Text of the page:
The manufacturing sector is already plague with a high cost operating environment emanating principally from high cost of energy poor regulation
The Manufacturers Association of Nigeria (MAN) represents the interests of over 3,000 manufacturers (small; medium; large and multinational industries) spread across 10 sectors, 76 sub-sectors and 16 industrial zones. Manufacturers are heavy users of electricity in Nigeria and this necessitated the Association’s keen interest in all electricity related discourse and development, particularly electricity supply and tariff.
According to the press statement endorsed by Segun Ajayi-Kadir, Director General of MAN and sent to The AmehNews stated the position of the Manufacturers Association of Nigeria on the recent increase in electricity tariff saying the manufacturing sector employs over 5 million workers, directly and indirectly with8.93% contribution to Gross Domestic Product. The sector also dominates export trade in the West African region, generates foreign exchange, and contributes substantially to revenue of Government and human capital development in Nigeria, he added.
“It is therefore imperative that the performance of sector is enhanced through a pro-manufacturing policy that will encourage scale and lower unit cost of production rather that throwing fiery darts that will worsen its performance.
The MAN DG pointed out that “Top on the list of challenges confronting the sector is the issue of inadequate electricity supply and this has been largely responsible for the lackluster performance of the sector for some decades now. In fact, electricity related expenses of a manufacturing concern constitute about 40% of the production overhead in some sub- sectors. This is not growth friendly and is antithetical to competitiveness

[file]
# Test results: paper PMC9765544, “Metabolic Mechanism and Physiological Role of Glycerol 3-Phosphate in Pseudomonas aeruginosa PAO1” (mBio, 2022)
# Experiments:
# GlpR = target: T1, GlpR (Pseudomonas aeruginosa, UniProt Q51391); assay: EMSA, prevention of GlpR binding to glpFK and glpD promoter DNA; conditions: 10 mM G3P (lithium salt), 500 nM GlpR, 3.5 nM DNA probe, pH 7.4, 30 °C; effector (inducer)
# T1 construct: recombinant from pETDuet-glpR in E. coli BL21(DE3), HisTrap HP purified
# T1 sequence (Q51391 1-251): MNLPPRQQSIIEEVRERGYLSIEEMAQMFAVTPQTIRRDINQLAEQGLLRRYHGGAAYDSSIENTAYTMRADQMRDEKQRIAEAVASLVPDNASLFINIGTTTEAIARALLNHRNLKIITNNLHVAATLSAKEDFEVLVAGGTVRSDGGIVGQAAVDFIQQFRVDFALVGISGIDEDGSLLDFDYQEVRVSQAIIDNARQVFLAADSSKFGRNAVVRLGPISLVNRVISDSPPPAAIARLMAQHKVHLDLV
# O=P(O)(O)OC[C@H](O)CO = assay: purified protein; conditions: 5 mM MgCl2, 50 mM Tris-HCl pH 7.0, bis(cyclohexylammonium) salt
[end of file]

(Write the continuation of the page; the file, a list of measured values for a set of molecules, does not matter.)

The association listed the said trickle-down effects of this increase are as stated below.
It will lead to:
▪ Substantial increase in electricity bill payable by electricity consumers including manufacturers, especially for the unmetered customers and significant increase in the energy cost to manufacturers as the usual hours of electricity outages will still prevail and manufacturers spend billions of naira on alternate energy to meet electricity requirements;
▪ Decrease in foreign exchange earnings from the sector as high cost of production feeds into export commodity prices;
▪ Reduction in Government tax revenue occasioned by drop in sales, as a lesser quantum of disposable income will be available to purchase manufactured goods;
▪ Reduction in capacity utilization, further decline in GDP, large scale unemployment across the 76 manufacturing sub-sectors and possible increase in crime rate;
▪ Trigger reverse-multiplier effect as cost of production escalates and the headways already made in the sector is eroded. This is because most of MAN-member companies are classified in the ‘D’ categorization (D1, D2 and D3) where tariff is the highest.
▪ Manufacturing sub-sectoral groups with higher energy consumption which include Basic Metal, Iron and Steel and Fabricated Metal Products; Domestic & Industrial, Rubber and Foam; Non-Metallic Mineral Product; and Chemical & Pharmaceuticals sectoral groups would be worse-off.
“This poor condition is responsible for the oscillatory performance of the sector. It is therefore important that any policy that will add to the already bloated cost of production in the sector should be avoided.
Ajayi-Kadir noted that one would normally expect that before embarking on this outrageous increase in electricity tariff, its impact on the manufacturing sector and the economy at large would have been properly evaluated to mitigate a crowding out effect on the economy in general and the productive sector in particular.